Kuma-Kuma Chan by Kazue Takahashi

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Beloved Japanese Children’s Book
Makes Its English Debut

Kuma-Kuma Chan, The Little Bear written and illustrated by Kazue Takahashi
(Museyon Press, 2014; $12.99, Ages 2-5)

“I sometimes wonder what Kuma-Kuma Chan does during the day?”

Kuma-Kuma-Chan-cvr.jpgJapanese author and illustrator Kazue Takahashi poses a seemingly simple question in Kuma-Kuma Chan, The Little Bear, this small, slim, 2001 Japanese picture book for young readers, newly translated into English. However, the deceptively simple answers and accompanying illustrations reveal an important, almost Zen-like quality that should resonate with all of us.

Kuma-Kuma Chan (“cute little bear”) lives alone in the mountains, in a place difficult for visitors to reach. So how does he spend his day? Well, after waking up, he fixes himself a big salad with lettuce and tomatoes from his own garden. As he pours milk in his coffee, he draws small pictures. He carefully sweeps the house and does some shopping. Then a nap is in order. Later, he gazes at the clouds and listens to the falling rain. In the spring, he pulls weeds, and in the summer he needs to cut his fur to stay cool. Fall is good for love songs and winter would is perfect for reading and following a patch of sunlight around the room.

Alone, but not lonely, Kuma-Kuma lives an unhurried, simple but purposeful life, free from all the clutter and distractions of our modern world. He enjoys his solitude and finds joy in his routines, taking time to live in the moment, and observe what’s going on around him.

Takahashi’s illustrations complement the calm and contemplative narrative and the cuddly Kuma-Kuma Chan. Using a kid-friendly design, Takahashi frees the double page spreads from distractions and accentuates the picture book’s simplicity by focusing children’s attention on one simple and easy-to-read sentence opposite a tiny, sparingly colored illustration.

A tender and soothing story for our jammed packed lives and especially appropriate around the frantic “holidaze.” Use this story as a discussion starter on how we could live and benefit from, at least periodically, a less complicated life like Kuma-Kuma Chan’s.

Visit  Museyon to learn about Kazue Takahashi. The publisher also has displayed several of the book’s pages here.

Kazue ends her story with the sentence “I’m happy to think that Kuma-Kuma Chan has fun during the day and that he is doing well.” I am, too.

May you always have fun and do well.

– Reviewed by Dornel Cerro

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Great Christmas Books for Kids – A Holiday Roundup

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Kids Christmas Books Roundup –
Reviewers Rita Zobayan and MaryAnne Locher
Share Some of This Season’s Kidlit Faves

Twas Nochebuena: A Christmas Story in English and Spanish'Twas-Nochebuena-cvr.jpg written by Roseanne Greenfield Thong and illustrated by Sara Palacios (Viking/Penguin, 2014; $16.99, Ages 3-7)

While Christmas is celebrated all around the world, different cultures have their own traditions and ways of celebrating. ‘Twas Nochebuena: A Christmas Story in English and Spanish is a new spin on the classic ‘Twas the Night Before Christmas.

A Latino family is preparing to host relatives and friends on Christmas Eve. They are busy making tamales stuffed with pollo (chicken) and queso (cheese). When ready, they participate in posadas (the reenactment of the Nativity) where families stroll from house to house, asking for shelter. Once back home, the family drinks warm mugs of chocolaty champurrado (a thick hot chocolate drink) and play loteria (a game similar to bingo). Then, it’s time for Misa del Gallo (midnight mass) before the celebration continues with more food and a delicious dessert called bu~nuelos (a sweet fritter covered with cinnamon). It’s a wonderful night of family and festivities.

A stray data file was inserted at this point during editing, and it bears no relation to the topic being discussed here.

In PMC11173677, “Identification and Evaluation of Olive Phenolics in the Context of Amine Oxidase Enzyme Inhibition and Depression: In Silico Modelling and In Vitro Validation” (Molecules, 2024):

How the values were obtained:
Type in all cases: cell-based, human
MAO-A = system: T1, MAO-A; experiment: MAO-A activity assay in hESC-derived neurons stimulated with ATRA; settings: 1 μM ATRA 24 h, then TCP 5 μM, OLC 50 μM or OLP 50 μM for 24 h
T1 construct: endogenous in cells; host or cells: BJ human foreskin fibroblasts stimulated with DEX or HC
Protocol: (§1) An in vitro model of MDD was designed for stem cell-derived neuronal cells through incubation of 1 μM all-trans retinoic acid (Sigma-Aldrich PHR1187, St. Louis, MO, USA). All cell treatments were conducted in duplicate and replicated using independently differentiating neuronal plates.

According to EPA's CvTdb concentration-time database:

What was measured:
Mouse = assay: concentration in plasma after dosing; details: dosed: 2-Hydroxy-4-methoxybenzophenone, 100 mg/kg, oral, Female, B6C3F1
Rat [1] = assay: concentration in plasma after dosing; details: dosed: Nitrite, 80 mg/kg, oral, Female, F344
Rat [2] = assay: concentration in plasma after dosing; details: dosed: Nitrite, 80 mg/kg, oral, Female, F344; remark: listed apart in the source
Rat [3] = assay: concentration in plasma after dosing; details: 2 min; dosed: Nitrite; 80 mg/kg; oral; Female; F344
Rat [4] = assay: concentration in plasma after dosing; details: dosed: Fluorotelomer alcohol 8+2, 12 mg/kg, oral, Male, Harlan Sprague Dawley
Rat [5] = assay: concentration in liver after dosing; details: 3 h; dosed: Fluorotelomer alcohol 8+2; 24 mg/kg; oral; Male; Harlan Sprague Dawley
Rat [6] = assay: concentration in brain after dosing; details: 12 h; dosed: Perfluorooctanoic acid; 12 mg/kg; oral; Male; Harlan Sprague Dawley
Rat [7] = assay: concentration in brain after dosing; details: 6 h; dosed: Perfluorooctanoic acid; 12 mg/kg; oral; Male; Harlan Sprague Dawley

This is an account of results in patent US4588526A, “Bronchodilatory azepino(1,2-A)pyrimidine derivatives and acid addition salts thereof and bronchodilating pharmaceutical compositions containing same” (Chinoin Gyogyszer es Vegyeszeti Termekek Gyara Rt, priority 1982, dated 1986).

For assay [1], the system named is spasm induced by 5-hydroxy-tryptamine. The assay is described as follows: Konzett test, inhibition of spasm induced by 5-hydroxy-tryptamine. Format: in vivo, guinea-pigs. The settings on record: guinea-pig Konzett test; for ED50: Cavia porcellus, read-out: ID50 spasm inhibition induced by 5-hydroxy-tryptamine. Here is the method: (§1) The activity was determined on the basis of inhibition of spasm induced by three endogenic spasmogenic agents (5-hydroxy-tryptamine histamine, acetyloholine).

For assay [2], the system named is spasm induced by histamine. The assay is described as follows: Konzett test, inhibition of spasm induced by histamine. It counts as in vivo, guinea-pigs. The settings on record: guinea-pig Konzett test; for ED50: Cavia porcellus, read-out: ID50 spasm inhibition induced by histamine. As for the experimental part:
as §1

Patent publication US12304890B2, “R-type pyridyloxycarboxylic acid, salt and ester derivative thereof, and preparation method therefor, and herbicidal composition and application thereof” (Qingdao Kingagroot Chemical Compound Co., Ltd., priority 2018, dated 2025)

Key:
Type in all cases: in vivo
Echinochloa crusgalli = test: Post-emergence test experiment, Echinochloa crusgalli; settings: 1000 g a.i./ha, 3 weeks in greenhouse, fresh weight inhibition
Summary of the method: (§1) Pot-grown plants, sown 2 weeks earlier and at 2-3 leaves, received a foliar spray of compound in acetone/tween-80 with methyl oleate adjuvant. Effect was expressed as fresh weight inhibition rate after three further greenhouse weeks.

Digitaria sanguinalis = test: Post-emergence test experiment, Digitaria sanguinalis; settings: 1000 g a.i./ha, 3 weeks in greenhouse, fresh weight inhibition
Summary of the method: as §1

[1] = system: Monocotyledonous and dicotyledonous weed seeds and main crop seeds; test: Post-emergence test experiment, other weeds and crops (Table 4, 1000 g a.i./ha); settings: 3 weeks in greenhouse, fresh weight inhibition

The artwork is bright and inviting. Little details, such as colorful banners and the town’s architecture, give a feel for the setting. I found the facial expressions, including that of the family cat and dog, to be especially engaging.

The rhyming text makes the book easy to read, even for non-Spanish speakers. With satisfied bellies and sleepy eyes, we head to the sala for one last surprise. Giggling and cheering, we dash for the tree, where regalos are waiting for you and for me! A glossary of 47 Spanish terms is included, as is an author’s note about the origin of this story.

With diverse literature in high demand, ‘Twas Nochebuena provides fun insight into a cultural celebration of Christmas Eve. Feliz Navidad! – Rita Zobayan

Link to review of Round is a Tortilla, also by Roseanne Greenfield Thong.

 

Maisys-Christmas-Tree-cvr.jpgIf you’re looking for a sweet board book to tuck in a special little person’s stocking this Christmas, Maisy’s Christmas Tree, (Candlewick Press, 2014; $6.99, Ages 2-5) is the perfect pick. Written by Lucy Cousins, the ever-popular Maisy is decorating her Christmas tree with her friends. Cyril the squirrel, Tallulah the chicken, and Charlie the crocodile are all helping out in their own special way, stringing lights, hanging candy canes, and wrapping presents. Eddie the elephant is in charge of the tree topper: an angel who looks exactly like Maisy!

Maisys-Christmas-Tree-int.jpg

Interior image from Maisy’s Christmas Tree by Lucy Cousins, Candlewick Press ©2014.

Bright primary and secondary colors with a bit of silver sparkle make this a visually appealing book. Its small size and Christmas tree shape make it easy for little hands to hold and help turn pages. Even a toddler full of Christmas anticipation will sit through this book of under fifty words which gently builds to a grand finale. Maisy and friends sing carols around her beautiful tree then shout, “Merry Christmas, everyone!” – MaryAnne Locher

Link to review of Peck, Peck, Peck, also by Lucy Cousins.